Villringer currently pursues the hypothesis that (maladaptive) brain plasticity is crucial for the development of vascular risk factors leading to stroke and for the (lack of) recovery after stroke, and that brain plasticity can be beneficially modified. For this purpose, he employs multimodal brain imaging to understand basic neurophysiological mechanisms underlying human brain plasticity in cortical and subcortical brain areas, and their interaction. Behavioral correlates include sensorimotor function, reaction to stress, and emotions. The clinical applications are (i) prevention of vascular risk factors (obesity, hypertension) and subsequent stroke, and (ii) recovery after stroke.

Arno Villringer is the author of approximately 250 academic articles (as of 2012). Citations >10000, H-Factor 58 (ISI as of 2012) Expert activities for the following scientific organizations:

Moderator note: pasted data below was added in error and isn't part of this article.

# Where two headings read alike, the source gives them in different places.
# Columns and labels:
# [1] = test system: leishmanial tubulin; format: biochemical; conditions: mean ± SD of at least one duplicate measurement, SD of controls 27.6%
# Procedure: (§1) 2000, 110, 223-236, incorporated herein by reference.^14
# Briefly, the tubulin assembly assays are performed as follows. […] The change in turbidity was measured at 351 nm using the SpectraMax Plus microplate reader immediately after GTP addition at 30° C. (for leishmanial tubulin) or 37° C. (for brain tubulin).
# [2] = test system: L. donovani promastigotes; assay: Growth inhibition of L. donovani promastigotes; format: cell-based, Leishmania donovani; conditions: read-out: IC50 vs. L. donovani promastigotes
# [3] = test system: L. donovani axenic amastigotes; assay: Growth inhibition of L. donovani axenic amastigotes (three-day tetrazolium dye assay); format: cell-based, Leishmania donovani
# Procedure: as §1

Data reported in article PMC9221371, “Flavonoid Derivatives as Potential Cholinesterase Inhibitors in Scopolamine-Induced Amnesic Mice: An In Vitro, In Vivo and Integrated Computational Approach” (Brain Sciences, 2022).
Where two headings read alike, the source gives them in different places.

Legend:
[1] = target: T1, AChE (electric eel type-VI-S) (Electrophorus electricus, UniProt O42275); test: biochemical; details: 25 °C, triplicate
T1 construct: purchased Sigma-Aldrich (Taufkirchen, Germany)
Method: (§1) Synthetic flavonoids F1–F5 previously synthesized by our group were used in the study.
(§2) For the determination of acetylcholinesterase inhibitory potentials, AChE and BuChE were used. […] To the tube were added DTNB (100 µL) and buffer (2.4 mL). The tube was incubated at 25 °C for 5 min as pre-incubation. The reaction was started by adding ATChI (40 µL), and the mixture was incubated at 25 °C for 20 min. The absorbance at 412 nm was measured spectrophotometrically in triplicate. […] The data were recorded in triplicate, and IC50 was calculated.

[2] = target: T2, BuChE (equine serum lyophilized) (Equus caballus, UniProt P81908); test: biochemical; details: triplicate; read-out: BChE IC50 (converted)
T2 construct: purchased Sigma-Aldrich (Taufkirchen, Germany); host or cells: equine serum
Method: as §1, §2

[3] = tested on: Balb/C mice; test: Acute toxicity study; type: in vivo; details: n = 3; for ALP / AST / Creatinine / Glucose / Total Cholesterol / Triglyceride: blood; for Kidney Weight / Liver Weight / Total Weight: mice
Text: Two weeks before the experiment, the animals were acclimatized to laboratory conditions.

• Coordinator of German Competence Net Stroke since 1999
  • Advisory Board – Germany Stroke Foundation
  • Board of Directors, Center for AdiposityDiseases, Leipzig
  • Board of Directors, LIFE Study, Leipzig
  • Coordinator of Berlin NeuroImaging Center from 2001–2007
  • Member of Council of International Organization for Human Brain Mapping 2005-2008
  • Chair of Scientific Programme Committee of the International Organization for Human Brain Mapping, Brighton 2001
  • Chair of Local Organizing Committee of the International Organization for Human Brain Mapping, Berlin, 2014

Memberships in Scientific Organizations (present)[edit]

  • Deutsche Gesellschaft für Neurologie
  • Deutsche Neurowissenschaftliche Gesellschaft (Founding Member)